Skip to Content
Menu Toggle

Negotiating and Preparing Pre- and Post-Marital Agreements

Under Florida asset protection law, what does negotiating and preparing pre- and post-marital agreements entail?

The negotiation and preparation of pre- and post-marital agreements are critical components of asset protection planning, ensuring safeguards for both parties’ interests in the event of divorce or death.

In the context of asset protection law, pre-marital agreements (also known as prenuptial agreements) are contracts entered into before marriage to establish each spouse’s financial rights and obligations during the marriage and after its dissolution. Post-marital agreements (or postnuptial agreements) serve a similar purpose, but a couple executes these agreements after marriage. Both types of agreements can protect assets, outline property division, and address spousal support issues.

One example of negotiating and preparing pre- and post-marital agreements under Florida law is the application of the Uniform Pre-Marital Agreement Act (UPAA), codified in Florida Statutes § 61.079. The UPAA provides guidelines for the enforceability of pre-marital agreements, such as requiring that the agreement is in writing, signed by both parties, and entered voluntarily.

Another example concerns the rules governing post-marital agreements. According to Florida case law, post-marital agreements must be fair, reasonable, and made in good faith. The landmark case of Del Vecchio v. Del Vecchio, 143 So. 2d 17 (Fla. 1962), established the foundation for evaluating the validity of post-marital agreements in Florida. Courts consider factors such as full disclosure of assets, the opportunity to consult with independent legal counsel, and the absence of fraud or duress.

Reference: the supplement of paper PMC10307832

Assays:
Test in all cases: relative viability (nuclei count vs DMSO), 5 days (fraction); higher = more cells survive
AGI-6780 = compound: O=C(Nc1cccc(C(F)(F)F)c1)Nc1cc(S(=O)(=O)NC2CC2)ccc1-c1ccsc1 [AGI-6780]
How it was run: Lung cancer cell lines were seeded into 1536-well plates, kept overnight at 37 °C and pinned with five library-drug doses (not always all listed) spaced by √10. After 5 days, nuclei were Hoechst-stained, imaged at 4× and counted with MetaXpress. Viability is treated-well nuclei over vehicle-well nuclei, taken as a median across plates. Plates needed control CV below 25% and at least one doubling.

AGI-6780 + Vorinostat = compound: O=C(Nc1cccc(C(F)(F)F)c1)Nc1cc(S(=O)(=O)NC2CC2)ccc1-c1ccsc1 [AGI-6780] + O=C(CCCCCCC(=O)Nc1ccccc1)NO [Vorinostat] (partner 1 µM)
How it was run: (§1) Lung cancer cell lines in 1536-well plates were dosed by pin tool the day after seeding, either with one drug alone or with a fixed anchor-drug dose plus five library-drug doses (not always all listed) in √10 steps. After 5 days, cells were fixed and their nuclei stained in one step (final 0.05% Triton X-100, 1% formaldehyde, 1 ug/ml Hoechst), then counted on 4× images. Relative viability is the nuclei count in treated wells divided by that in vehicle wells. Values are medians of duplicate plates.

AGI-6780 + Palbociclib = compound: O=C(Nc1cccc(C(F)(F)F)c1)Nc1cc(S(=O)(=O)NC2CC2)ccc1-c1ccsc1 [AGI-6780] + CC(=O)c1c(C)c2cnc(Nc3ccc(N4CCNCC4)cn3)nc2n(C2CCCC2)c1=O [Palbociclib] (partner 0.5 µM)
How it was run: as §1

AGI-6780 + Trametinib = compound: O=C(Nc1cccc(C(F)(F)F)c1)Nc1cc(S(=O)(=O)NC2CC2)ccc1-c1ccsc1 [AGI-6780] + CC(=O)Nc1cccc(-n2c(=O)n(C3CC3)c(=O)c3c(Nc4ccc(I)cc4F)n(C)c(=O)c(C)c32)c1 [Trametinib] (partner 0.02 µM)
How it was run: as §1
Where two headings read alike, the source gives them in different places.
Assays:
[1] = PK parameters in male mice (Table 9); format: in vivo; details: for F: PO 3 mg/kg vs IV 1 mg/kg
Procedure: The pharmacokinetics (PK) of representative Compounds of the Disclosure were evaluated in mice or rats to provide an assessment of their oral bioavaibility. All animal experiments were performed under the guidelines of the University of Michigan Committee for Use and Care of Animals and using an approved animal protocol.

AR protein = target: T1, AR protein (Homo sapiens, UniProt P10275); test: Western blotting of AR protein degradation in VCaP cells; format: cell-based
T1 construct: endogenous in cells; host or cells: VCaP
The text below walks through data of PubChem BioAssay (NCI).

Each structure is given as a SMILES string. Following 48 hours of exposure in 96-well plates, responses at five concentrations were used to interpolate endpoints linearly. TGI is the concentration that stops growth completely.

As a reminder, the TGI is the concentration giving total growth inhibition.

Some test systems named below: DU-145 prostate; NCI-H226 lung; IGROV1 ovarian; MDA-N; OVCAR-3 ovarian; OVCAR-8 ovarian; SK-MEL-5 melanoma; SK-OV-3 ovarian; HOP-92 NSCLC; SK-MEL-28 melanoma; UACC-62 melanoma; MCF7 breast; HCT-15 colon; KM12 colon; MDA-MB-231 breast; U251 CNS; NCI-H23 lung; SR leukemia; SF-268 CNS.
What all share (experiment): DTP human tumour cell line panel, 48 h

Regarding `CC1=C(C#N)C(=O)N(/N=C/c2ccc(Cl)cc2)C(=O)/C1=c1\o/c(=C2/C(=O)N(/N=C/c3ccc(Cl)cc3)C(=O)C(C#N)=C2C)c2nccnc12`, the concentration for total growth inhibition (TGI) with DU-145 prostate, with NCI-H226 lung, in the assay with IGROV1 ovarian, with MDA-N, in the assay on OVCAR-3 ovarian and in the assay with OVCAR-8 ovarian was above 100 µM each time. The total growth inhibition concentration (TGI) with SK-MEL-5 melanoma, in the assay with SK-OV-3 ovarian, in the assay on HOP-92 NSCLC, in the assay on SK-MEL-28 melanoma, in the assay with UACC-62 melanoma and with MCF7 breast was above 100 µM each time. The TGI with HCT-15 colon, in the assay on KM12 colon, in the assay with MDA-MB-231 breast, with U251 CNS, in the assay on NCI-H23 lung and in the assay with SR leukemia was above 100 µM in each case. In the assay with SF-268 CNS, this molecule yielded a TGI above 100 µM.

By adhering to these guidelines and properly negotiating and preparing pre- and post-marital agreements, couples in Florida can effectively protect their assets and ensure a smoother legal process in the event of divorce or death.

Need help with a matter relating to negotiating and preparing pre- and post-marital agreements? Schedule your consultation today with a top asset protection attorney.

Which asset protection laws and regulations relate to negotiating and preparing pre- and post-marital agreements in Florida?

As mentioned, Florida’s version of the UPAA is codified in Florida Statutes § 61.079, setting forth specific requirements for enforceable pre-marital agreements. These agreements must be in writing, voluntarily entered into, and signed by both parties.